Given my age, the birth of a child and the fact that I was beginning perimenopause in my late thirties, it’s really a miracle I didn’t run my car off a cliff or have my name in the headlines for a crime of passion or something.
That first year, post-partum, I saw periods that were so heavy I couldn’t leave the house and went through nearly an entire package of pads in one day. Then the next month it would be a scant spotting at best. This went on for quite some time for me. Approximately five years into it, the symptoms became more severe and dramatically intense.
Yeah, I know – what could be more severe and intense than bleeding so heavy that you run through an entire package of pads in less than twenty-four hours. But believe me when I tell you ladies – it got worse. Mood swings. Rages. Depression. Anxiety. Insomnia. Hot flashes. Night Sweats. Crashing fatigue. I had it all and then some.
Thankfully, I survived it without my name in the headlines and as each month takes me further into my fifties the symptoms are becoming a distant memory. But, when you are in the middle of full-blown perimenopause it absolutely feels like you are going totally insane and that death would be a welcome relief. I remember the despair, the despondency and the feelings of total hopelessness – and I remember them well.
A reader recently asked me why so many doctors, can’t seem to get a handle on this thing called perimenopause. Unfortunately, I can’t really answer that question. Perhaps many of them simply don’t know enough about what is happening and so they throw the proverbial – “oh, you’re just imagining things” at them. Or if you are able to find one that does feel some sort of sympathy for your plight, birth control pills and traditional Hormone Replacement Therapy still seem to be the status quo.
Now, I’m not dissing birth control pills or Hormone Replacement Therapy. I am simply stating that unfortunately, many doctors simply do not know what to do with perimenopausal women and so they throw whatever they can at the situation and hope something sticks.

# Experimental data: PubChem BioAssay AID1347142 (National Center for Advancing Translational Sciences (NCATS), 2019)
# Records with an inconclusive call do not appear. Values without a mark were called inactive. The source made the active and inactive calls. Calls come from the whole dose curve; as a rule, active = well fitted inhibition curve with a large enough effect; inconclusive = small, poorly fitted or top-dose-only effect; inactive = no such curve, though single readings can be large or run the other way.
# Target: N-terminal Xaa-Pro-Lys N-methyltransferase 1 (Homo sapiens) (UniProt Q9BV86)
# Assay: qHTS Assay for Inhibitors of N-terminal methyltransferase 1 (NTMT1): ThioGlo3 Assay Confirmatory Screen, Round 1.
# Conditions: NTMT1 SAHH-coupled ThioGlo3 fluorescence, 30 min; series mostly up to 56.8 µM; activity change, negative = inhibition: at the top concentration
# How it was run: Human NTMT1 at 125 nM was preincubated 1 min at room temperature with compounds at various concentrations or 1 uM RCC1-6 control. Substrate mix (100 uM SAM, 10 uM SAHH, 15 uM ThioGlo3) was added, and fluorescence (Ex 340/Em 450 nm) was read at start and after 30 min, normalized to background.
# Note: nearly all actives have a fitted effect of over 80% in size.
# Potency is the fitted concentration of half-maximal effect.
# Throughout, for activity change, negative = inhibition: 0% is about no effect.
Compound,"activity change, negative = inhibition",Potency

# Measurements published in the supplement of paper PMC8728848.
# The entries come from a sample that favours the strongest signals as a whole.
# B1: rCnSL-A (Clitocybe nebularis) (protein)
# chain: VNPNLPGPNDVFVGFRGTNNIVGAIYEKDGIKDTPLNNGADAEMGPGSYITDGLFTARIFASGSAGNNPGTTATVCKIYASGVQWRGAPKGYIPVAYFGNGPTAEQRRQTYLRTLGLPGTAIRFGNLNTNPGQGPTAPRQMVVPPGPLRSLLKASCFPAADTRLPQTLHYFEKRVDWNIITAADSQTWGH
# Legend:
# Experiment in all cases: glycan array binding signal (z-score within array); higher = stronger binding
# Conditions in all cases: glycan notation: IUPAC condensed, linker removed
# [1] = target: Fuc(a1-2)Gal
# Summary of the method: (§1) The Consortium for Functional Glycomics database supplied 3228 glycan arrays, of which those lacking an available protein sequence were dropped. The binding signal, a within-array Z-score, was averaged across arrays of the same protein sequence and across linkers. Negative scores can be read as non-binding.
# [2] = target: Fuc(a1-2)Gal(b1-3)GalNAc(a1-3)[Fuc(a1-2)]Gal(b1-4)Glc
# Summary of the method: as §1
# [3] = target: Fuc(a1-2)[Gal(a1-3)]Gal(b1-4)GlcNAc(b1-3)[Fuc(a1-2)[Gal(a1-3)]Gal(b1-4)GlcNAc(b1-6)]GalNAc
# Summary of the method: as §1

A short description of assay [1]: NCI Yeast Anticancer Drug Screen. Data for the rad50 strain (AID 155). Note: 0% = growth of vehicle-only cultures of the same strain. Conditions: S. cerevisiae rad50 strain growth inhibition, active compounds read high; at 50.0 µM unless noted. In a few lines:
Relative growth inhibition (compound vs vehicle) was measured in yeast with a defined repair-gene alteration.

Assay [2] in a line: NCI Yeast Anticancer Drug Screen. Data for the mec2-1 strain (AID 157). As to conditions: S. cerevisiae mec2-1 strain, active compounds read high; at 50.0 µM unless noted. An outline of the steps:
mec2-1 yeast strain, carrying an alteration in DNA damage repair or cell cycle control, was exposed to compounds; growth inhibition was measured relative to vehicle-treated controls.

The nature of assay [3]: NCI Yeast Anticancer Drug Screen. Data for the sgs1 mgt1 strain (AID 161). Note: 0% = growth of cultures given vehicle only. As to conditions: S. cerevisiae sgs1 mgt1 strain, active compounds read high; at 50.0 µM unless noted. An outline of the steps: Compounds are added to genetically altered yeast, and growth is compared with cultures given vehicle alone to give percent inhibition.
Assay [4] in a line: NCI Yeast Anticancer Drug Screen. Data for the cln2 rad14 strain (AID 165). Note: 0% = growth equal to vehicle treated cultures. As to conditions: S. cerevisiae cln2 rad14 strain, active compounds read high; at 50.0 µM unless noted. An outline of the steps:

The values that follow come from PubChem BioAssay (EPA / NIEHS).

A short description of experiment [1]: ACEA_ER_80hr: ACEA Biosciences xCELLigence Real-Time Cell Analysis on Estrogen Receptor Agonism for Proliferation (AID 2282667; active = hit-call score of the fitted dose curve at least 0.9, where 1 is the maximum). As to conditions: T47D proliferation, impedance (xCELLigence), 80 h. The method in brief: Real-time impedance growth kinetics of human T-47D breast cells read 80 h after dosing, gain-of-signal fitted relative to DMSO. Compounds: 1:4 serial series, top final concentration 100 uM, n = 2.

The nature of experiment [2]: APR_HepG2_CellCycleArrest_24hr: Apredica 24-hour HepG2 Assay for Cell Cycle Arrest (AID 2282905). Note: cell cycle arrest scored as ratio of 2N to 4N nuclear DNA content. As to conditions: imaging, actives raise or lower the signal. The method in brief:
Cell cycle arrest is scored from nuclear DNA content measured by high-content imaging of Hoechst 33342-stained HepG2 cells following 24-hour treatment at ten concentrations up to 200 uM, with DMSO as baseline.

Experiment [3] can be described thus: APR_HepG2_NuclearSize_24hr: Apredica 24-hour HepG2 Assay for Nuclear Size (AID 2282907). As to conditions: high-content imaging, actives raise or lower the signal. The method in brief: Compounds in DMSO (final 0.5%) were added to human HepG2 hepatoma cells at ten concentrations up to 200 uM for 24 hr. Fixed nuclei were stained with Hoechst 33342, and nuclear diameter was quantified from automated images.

As the discussion continues, however, and more of us actively seek better solutions to our symptoms, I think the medical community will step up with better answers. Until then, we can find a certain amount of relief, but I don’t know that there is anything that can completely and totally eradicate every symptom we have.
Often times in life, trials and tribulations that we all face become a test of our ability to withstand and endure. To some measure, this is true of perimenopause as well. I hate to say that because I know that when you are feeling desperate for relief, the last thing you want to hear is that you have to buck up and get through it.
But, if you’ve endured any other type hardships in life like divorce, death of a loved one or some other type of life test, then you know what I mean. Yes, there are certain things you can do to lessen the symptoms or difficulty of the time, but there is also a certain amount of simply moving through it and enduring until you get to the other side.
In some ways perimenopause is like a birthing experience. During those hours of labor bringing a child into the world, women can feel they are pushed to the end of their capacity to endure. But, endure we do and at the end of all of that work is the prize - our child. There is a prize at the end of perimenopause too, ladies and it’s called menopause.